Thursday, October 13, 2011

Short Story : Hearing from Bets

As I said in my post just before, I struggled with Bets' version of events for this short story assignment. So here is her point of view in a kinda polished but "boy was it a struggle" kind of piece. Not perfect by any means, but the beginning in particular gives an interesting flipside of the story. This is just over 1700 words.

Bets nearly wobbled on her note as she spied that familiar thatch of red hair in the crowd. But she held it clear and fine, just as Giles had taught her to, and finished the song to loud applause and a fair shower of coins. The sight of him after two years made her fingers clumsy as she gathered the coins from the wagon bed that served as stage.


When she stood again, there he was. But he wasn’t staying for their next song. He was…mounting a horse? Rosso didn’t know how to ride.

The man was much too broad. It must be somebody else; some ill-favored knight with hair as red as a fox. See, he had a mounted squire and a white donkey loaded with baggage. All the trappings.

‘Twas a stranger. She was certain of it, until he turned and looked her way.


There was no way she could mistake that one’s roguish grin.

The tinkle of lute strings sounded far away as she watched Rosso click at his horse and turn from her.

“Bets.” Giles voice was low, but urgent.

She realized he’d been playing the introduction more than once. Nodding, she started singing. Was it the Fates who prompted Giles to pick this song, or merely chance?

“Come, my love, oh come to me.
And I’ll not deny how I’ve missed ye.
Come claim me, dear one, my heart still yearns,
To kiss your lips, herald your return.”

Bets heard the longing in her own traitorous voice. He was turning. Listening? She could feel the blush heating her face.

Giles had her perform this as a flirty “come-hither” type of song. Usually she swayed her hips and gave a wink or two. It always brought good coin. Why couldn’t she do that as he stared at her from across the market square? Instead her voice went low, husky, promising.

“I’ll loose the ribbons from my hair
And wind ye in my ensorcelled snare.
Where’er ye roam as ye wander free
Return to my arms, oh, return to me.”

He paced his horse towards her, through the crowd. The folk started glancing back, moving aside as the chestnut beast brought him closer and closer.

Giles played the music bridge leading up to the third verse and swore under his breath. “Do ye know him?”

“Aye.” She hissed back.

“Are ye willing?”

Bets glanced back. Giles raised his eyebrows suggestively and jerked his head towards Rosso.

Was she willing? She wasn’t sure. Her confusion must have shown.

“If he doesn’t shift his arse, there’ll be no coin from this song or the next. They’ll assume you’re bought by him.”

Bets could only shake her head.

“Let’s change the tune, then.” He fingered a few chords and transitioned into the ‘Ploughman’s Pledge’. Giles took a step and faced her, singing the earnest words of the lovelorn plough boy. Bets sang her parts as best she could, but nearly choked as Giles made faces of agonized love and hopeful admiration. The audience began to laugh at his comic antics. Bets dared not look Rosso’s way until the song was over, the coins tossed and collected.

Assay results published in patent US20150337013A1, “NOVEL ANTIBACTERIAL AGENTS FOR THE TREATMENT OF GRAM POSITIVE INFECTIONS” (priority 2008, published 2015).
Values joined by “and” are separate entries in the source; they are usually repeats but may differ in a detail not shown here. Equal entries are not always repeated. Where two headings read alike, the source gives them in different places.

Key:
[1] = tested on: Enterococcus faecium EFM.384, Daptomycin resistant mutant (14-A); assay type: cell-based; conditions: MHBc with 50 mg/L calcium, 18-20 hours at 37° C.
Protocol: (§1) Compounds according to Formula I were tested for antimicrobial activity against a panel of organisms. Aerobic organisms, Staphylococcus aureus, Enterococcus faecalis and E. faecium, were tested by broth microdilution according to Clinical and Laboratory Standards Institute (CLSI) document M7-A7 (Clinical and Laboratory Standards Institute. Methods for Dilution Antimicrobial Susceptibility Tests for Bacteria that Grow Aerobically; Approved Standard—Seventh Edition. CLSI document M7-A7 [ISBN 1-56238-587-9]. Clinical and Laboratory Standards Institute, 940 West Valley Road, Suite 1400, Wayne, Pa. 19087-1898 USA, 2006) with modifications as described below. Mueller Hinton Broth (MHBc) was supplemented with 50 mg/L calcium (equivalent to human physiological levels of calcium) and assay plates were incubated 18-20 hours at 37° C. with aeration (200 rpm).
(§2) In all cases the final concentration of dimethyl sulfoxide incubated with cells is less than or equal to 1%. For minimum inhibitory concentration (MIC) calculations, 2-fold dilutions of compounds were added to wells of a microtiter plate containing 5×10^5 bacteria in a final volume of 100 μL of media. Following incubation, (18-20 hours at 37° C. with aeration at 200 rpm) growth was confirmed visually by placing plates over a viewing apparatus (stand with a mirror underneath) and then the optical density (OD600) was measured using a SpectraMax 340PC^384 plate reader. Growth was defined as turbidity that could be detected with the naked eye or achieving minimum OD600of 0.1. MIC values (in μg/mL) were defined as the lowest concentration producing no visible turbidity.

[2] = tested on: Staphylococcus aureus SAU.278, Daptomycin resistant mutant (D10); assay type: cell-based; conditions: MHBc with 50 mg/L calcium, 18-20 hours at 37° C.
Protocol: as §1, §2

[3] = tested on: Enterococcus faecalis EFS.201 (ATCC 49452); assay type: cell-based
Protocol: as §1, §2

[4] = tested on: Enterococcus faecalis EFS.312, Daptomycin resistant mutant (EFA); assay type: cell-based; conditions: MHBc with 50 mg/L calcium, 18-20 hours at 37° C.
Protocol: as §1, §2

He was gone.

Giles gave her a gentle shove. “Go and follow him, then. I’ll not get any decent singing from ye ‘til it’s settled.”

“Nay. I only…”

“Be off with ye.” He gave her a chuck under the chin with his knuckles and she scrambled down from the wagon.

At the edge of the square, she asked a boy where the man with red hair had gone.

“Aye. The Chevalier du Reynard? Gone to the Oak Leaf.”

She tossed him a copper and found the inn and his room.

A rap on the door, a silver coin in the wide-eyed squire’s hand and she was escorted inside. A further jerk of her head and the boy left.

She made sure the door was bolted and turned to face him, taking in the large green banner with a bright red fox embroidered upon it, propped against the wall. He wore a matching green tunic. He looked ridiculous, of course. Anyone looking at his face, now filled out with good food and his arms, thick and well-muscled, would assume he had been born in a two story house to a landed lord. No one else would see Rosso, the sharp-eyed piper, the pickpocket, the thief.

“What game are ye playing at, Rosso? Ye can be killed for just putting on a knight’s clothes, let alone riding his horse into the middle of town and asking for a room in his name! Get out of those things and high-tail it back to Montargent before I have to watch ye swing from the gibbet!”

Rosso just leaned back against the wall and gave a cocky half smile. “Didn’t know ye cared so, Bets.” His voice was like running a hand through velvet.

“Do ye have to make a joke of everything? What were ye thinking to come here and pull a trick like this? Showing off like a strutting cockerel? Is this some new effort to win my attention? Because I swear to ye, Rosso…” She shook her finger, like an alleyway mama.